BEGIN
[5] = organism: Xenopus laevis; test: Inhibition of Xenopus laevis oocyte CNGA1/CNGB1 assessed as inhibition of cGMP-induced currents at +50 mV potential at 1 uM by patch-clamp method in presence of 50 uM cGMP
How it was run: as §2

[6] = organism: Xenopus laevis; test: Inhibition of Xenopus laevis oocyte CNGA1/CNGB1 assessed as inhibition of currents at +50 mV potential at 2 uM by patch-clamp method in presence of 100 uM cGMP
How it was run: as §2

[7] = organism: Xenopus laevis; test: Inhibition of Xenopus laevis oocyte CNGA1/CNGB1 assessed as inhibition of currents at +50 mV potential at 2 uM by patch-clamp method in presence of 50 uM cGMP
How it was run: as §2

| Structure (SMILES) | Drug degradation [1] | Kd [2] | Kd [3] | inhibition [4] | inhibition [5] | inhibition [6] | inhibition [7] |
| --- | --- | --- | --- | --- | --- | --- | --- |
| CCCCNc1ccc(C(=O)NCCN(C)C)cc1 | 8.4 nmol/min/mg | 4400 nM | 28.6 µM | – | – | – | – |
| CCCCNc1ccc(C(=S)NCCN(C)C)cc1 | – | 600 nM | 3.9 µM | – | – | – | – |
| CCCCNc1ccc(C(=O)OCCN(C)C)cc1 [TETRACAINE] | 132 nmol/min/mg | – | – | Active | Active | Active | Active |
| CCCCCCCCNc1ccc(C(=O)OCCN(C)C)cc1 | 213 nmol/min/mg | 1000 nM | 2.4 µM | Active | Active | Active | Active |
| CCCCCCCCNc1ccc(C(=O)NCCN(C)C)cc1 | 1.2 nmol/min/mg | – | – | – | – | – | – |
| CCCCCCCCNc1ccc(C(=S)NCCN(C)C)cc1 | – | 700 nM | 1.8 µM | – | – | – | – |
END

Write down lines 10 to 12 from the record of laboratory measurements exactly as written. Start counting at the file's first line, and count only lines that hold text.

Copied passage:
| CCCCNc1ccc(C(=S)NCCN(C)C)cc1 | – | 600 nM | 3.9 µM | – | – | – | – |
| CCCCNc1ccc(C(=O)OCCN(C)C)cc1 [TETRACAINE] | 132 nmol/min/mg | – | – | Active | Active | Active | Active |
| CCCCCCCCNc1ccc(C(=O)OCCN(C)C)cc1 | 213 nmol/min/mg | 1000 nM | 2.4 µM | Active | Active | Active | Active |